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The worst times?

We're pleased to announce a new regular blogger: Martin E. Marty, emeritus professor at the University of Chicago. Marty's name has been on the Century masthead since 1956, currently as a contributing editor. --Ed.

I am moved again by something dredged up from an old sermon: the tomb-marker of Sir Robert Shirley, a baronet "whose singular praise it is to have done the best things in the worst times, and to have hoped them in the most calamitous."

Are these the worst and most calamitous times? My generation survived the Depression, World War II and other wars, the Cold War, McCarthyism and Watergate, earlier stages of the Culture Wars, 9/11 and non-found weapons of mass destruction. Each seemed worst and most calamitous. What is different this time is the breakdown of civility and discourse in civil society, drastic polarization in politics and numberless events and phenomena which do not need describing or enlarging upon here.

Agree with me or not that these are the worst times, I hope bloggees will indulge me in my impulse to look for some people, ideas and events which do or should elicit "singular praise." They will show up now and then in successor posts.

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Looking Forward to More!

When I was much younger (in my 20s and 30s) I promised myself that I would never bcome an old guy who seemed to be able to say nothing except "You should have been here yesterday!" Now at 70 I find myself fretting over the political and social atmosphere of the day, particularly the seemingly dramatic increase of "us and them" thinking and the resulting diatribes that come in its wake. I am tempted to break my promise to myself; however, I take some comfort in remembering that the supporters of Hamilton had sharp, even cruel, words for Jefferson and his supports had sharp, even cruel, words for Hamilton.

In any case, I look forward to additional contributions, even thinking that once-in-a-while we might get a humorous insight as in your former MEMO CC columns or a timely one as in the soon to cease CONTEXT.

Marshall Linden
Waterbury, CT

The Pendulum

I have lived not quite as long as you, but I was a teen during the late 60's & 70's. That free will, free loving generation were the children of the post-war veterans and their wives. Men who came back to build a nation, work long hours, and provide for their families, period. The self-focused 20-30 y/o young adults of today are a product of the young mothers of my generation who did everything by the book and made their children the center of their world. For many of us, they still are. Unable to live independently on their own because we sacrificed to give them all, many are still living in their old bedrooms or our garage apartment. Or if living away, we are still funding them financially. I don't believe in a worse or better time. Of course war, disease, famine, natural disasters are terrible. But in every event, there is a by-product of good in some form or fashion. When things get ugly, you just have to look around for the beauty. If it is not here - it is coming! If things are great, get prepared for the worst to come. Are we having fun yet! I hope so. Same is boring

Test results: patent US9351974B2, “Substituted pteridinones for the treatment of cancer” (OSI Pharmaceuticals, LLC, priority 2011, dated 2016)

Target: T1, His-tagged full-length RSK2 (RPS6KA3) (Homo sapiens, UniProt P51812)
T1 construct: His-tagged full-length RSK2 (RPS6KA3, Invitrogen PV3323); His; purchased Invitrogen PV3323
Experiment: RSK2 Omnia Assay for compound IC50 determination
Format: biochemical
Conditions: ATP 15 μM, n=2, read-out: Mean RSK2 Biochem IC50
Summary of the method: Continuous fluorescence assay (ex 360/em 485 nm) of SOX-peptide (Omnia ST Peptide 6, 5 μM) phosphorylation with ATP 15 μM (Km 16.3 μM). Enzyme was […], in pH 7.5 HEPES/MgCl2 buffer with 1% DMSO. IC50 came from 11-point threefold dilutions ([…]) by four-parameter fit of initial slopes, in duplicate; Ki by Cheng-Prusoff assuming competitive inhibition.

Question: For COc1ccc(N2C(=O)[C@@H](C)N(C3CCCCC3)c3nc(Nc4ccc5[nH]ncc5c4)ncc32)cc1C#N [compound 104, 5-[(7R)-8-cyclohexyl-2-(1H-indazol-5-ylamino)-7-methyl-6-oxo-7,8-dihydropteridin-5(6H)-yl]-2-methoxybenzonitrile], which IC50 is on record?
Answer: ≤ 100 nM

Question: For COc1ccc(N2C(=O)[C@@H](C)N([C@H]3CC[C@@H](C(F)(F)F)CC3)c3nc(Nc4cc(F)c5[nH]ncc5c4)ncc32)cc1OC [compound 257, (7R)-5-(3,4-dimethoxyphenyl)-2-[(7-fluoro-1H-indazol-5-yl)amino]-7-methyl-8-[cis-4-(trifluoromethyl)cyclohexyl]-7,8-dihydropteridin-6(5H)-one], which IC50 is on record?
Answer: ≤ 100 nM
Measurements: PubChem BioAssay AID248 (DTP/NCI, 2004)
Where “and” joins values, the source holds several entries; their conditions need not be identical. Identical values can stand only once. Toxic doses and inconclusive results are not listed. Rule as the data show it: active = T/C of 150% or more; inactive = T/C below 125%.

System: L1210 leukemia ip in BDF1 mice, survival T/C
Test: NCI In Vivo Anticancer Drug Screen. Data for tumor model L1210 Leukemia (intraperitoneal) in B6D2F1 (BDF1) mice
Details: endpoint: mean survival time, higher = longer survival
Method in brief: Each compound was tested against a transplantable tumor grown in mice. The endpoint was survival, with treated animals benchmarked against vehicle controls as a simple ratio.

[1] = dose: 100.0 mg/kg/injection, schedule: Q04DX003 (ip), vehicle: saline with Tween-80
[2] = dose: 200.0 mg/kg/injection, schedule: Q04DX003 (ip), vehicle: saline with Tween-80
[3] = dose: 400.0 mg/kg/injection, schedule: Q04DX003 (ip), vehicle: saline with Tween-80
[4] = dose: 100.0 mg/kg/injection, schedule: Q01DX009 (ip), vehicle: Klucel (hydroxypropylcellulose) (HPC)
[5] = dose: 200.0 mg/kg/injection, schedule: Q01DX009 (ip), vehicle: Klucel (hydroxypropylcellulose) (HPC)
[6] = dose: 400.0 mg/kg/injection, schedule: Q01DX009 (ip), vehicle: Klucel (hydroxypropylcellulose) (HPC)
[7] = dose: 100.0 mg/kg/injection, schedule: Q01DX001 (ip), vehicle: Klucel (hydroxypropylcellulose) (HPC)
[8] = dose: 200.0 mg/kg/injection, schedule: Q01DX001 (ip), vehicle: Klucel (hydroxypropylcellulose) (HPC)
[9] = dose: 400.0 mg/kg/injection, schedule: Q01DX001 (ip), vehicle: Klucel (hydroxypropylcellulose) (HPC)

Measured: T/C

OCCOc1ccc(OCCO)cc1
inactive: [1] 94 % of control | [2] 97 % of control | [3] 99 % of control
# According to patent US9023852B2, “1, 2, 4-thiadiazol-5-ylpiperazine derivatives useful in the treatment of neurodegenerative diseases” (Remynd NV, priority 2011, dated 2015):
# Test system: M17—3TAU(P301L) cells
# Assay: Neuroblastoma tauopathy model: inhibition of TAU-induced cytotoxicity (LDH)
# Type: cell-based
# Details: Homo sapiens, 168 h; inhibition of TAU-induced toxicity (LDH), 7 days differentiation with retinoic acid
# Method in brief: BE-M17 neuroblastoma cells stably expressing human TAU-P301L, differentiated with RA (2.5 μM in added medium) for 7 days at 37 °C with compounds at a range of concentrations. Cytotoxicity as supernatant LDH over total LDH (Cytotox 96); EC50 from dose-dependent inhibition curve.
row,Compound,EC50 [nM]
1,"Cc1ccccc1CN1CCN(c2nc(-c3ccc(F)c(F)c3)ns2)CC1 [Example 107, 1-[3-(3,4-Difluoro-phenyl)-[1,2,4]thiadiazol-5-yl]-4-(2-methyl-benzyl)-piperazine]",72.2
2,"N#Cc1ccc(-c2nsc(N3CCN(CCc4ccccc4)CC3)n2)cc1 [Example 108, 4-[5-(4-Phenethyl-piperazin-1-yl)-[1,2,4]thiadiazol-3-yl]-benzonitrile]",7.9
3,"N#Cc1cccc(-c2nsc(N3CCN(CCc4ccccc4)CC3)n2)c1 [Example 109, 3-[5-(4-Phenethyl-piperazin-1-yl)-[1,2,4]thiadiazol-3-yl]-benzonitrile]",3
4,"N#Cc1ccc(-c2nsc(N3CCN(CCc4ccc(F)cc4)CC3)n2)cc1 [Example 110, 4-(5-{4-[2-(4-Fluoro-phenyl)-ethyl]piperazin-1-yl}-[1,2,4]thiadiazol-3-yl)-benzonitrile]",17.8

The worst times in the US

The worst times in the US have affected life in all levels within this contry, but we rarely think of how our actions during bad and camitous times have affected others around us.
In my life I have been witness of the suffering inflicted in others because of the culture of fear that has dominated the US for decades. Fear of not being the first, the most powerful, the wealthiest, the one with who says the last word, has led the goverment, the corporations, and the ordinary citizens to make decisions which have caused the most vulnerable to see the real "worst times" here in the US and abroad. I honor and admire those who have survived the horrors and the comsequences of the worst times in the US, but I hope that one day, this society will have the willigness to consider and to honor those who suffer the comsequeces of economic measures, political games, and military actions which in many cases are used to make people (the ones in positions of privilege and power). Maybe those are the people we need to sit with and to listen to to learn and to share with the difficult times of our era.


No time is exactly like another but, for me, the similarities between our time and the 1890s are striking. Political discourse was vitriolic. The economy was weak and very cyclical. It was propped up several times with "bail outs" public and private. The population was very rich or very poor and the middle class was shrinking. Corporations ruled the roost. The government seemed unable to function well. There were several short wars which was then be topped off with a major one (and that is not meant to be a prediction). Churches divided along extremes. And that is what I can come up with just off the top of my head!

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